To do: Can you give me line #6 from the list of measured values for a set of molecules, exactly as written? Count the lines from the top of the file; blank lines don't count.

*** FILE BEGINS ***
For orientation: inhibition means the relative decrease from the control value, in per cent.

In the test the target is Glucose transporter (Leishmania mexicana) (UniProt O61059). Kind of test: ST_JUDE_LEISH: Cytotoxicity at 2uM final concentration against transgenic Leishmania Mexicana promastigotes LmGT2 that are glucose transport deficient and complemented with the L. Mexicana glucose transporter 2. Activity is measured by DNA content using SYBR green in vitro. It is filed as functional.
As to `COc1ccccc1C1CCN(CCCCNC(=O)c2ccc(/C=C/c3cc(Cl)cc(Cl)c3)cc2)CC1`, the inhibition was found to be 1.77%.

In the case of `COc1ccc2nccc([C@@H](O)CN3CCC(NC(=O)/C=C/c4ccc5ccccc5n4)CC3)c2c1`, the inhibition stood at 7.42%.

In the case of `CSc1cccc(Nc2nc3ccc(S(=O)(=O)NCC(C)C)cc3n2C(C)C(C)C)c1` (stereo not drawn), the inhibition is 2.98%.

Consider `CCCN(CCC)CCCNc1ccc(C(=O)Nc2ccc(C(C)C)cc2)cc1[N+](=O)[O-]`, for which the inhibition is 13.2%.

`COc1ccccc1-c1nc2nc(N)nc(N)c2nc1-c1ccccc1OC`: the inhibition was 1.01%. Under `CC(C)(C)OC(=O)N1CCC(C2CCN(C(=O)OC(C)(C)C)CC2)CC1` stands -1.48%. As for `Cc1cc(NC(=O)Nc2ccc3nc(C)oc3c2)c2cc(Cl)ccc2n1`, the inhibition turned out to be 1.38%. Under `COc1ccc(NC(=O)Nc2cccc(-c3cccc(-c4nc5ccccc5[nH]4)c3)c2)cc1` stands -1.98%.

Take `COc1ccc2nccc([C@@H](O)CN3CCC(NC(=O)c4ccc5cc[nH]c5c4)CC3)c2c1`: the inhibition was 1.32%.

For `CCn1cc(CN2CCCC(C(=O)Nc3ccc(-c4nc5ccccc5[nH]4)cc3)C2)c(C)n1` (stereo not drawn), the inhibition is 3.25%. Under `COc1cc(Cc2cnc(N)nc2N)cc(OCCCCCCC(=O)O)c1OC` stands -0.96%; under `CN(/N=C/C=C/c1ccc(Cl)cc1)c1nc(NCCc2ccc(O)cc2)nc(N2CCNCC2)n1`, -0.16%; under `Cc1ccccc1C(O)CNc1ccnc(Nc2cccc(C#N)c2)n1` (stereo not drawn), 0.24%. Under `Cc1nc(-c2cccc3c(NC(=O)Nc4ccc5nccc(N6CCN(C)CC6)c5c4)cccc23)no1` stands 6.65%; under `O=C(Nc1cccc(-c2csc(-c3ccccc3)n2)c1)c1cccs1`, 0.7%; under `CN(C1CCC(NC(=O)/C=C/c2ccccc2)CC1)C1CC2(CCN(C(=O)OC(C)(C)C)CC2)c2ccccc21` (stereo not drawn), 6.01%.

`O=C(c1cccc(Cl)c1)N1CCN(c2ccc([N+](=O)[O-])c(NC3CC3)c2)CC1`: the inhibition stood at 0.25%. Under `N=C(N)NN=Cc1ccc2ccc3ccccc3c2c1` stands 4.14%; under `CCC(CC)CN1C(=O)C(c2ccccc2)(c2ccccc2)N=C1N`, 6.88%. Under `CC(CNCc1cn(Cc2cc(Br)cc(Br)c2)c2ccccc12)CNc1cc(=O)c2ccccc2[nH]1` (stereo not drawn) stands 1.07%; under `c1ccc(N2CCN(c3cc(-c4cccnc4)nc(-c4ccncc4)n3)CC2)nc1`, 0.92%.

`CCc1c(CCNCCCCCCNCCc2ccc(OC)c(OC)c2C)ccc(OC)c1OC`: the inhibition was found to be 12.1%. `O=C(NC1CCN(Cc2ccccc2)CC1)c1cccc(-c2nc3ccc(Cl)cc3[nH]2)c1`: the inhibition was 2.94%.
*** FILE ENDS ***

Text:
Consider `CCCN(CCC)CCCNc1ccc(C(=O)Nc2ccc(C(C)C)cc2)cc1[N+](=O)[O-]`, for which the inhibition is 13.2%.